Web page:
Epidural Analgesia for Better Pain Control After Surgery in Children
Postoperative pain in children is sometimes inadequately prevented and treated. Analgesics are mainly administered through intravenous route yet regional analgesia can also be used. The purpose of this study is to better understand the effects of combining epidural with standard analgesia in achieving postoperative pain relief.
Retrospective chart review of postoperative pediatric patients, following genito-urinary surgery, admitted to an acute care pediatric unit during a 5 year period. Demographic and clinical variables were collected, including pain evaluation and analgesia in the first three days. Two groups were considered, Group A: standard analgesia; Group B: standard and epidural analgesia.
Thirty-nine postoperative admissions were analyzed (34 patients): Group A – 15; Group B – 24. Median age was 2.29 [0.46-13.17] years old with 60% male (Group A) and 6.19 [0.38-17] years old with 75% male (Group B). Median sum of pain intensity score was lower in Group B (1 vs 0.43; p 0.049) and less ketorolac and morphine doses were administered in Group B (2 vs 1, p 0.044; 2 vs 0, p 0.014). No important side effects were noted in either group. Epidural catheter was in place for a mean time of 50 hours. Length of stay was similar in both groups.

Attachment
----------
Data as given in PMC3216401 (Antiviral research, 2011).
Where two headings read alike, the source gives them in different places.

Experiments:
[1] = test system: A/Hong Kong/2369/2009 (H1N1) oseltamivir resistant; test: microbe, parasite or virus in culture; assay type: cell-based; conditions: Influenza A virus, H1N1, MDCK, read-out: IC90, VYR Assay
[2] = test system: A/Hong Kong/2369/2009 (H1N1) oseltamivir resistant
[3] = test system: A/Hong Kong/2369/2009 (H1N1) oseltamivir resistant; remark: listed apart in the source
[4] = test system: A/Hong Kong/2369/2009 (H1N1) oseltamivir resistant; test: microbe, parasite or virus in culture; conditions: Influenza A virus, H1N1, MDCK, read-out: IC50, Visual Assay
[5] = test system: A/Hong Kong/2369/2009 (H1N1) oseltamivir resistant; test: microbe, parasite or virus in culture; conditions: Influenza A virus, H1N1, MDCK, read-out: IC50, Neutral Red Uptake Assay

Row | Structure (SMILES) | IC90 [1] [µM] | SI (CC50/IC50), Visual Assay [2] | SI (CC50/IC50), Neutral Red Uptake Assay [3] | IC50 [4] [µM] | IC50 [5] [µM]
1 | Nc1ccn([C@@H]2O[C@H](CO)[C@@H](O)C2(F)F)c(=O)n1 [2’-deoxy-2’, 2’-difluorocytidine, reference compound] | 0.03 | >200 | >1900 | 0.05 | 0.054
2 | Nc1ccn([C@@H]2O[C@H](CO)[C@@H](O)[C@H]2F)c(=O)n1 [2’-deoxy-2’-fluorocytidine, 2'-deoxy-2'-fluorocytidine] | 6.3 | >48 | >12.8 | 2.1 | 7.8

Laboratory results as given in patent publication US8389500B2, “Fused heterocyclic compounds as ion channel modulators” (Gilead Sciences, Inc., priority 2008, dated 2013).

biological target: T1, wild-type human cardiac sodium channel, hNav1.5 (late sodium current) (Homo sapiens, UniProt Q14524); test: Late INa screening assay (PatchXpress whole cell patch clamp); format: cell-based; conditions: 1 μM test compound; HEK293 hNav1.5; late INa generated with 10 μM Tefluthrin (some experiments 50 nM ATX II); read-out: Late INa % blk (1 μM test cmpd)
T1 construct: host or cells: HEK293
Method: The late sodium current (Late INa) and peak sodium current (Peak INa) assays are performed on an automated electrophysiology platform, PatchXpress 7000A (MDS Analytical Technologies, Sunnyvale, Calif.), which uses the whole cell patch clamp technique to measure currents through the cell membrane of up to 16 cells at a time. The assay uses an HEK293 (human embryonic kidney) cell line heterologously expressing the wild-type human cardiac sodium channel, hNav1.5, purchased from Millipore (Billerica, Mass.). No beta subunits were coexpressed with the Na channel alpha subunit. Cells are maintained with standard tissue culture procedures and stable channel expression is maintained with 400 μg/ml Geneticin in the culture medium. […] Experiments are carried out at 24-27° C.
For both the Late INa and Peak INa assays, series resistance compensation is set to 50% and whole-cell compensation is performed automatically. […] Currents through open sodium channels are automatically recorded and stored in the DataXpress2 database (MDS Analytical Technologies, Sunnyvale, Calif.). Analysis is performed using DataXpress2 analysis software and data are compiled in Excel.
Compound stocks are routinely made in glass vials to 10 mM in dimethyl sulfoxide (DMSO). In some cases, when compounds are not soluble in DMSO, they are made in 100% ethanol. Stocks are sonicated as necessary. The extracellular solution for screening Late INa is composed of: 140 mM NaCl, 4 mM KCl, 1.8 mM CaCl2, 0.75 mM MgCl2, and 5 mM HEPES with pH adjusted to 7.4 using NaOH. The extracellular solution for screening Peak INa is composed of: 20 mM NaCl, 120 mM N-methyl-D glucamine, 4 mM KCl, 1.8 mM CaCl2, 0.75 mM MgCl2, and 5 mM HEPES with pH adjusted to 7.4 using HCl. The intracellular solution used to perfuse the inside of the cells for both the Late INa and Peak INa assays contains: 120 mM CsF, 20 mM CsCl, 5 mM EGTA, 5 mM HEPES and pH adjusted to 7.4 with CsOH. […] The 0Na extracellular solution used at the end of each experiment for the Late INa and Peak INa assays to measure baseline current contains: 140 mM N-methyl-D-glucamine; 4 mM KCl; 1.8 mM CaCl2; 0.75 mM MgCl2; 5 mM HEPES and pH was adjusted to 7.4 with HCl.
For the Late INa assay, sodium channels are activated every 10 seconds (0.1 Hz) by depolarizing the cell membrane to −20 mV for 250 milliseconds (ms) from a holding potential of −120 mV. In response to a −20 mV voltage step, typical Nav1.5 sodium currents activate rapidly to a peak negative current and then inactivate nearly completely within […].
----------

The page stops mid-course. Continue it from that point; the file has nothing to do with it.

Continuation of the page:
Better pain relief was achieved through epidural analgesia, carrying no associated complications, and allowing lower use of rescue medication. Results are similar to published literature, reinforcing that this type of analgesia should be explored as an alternative in children.
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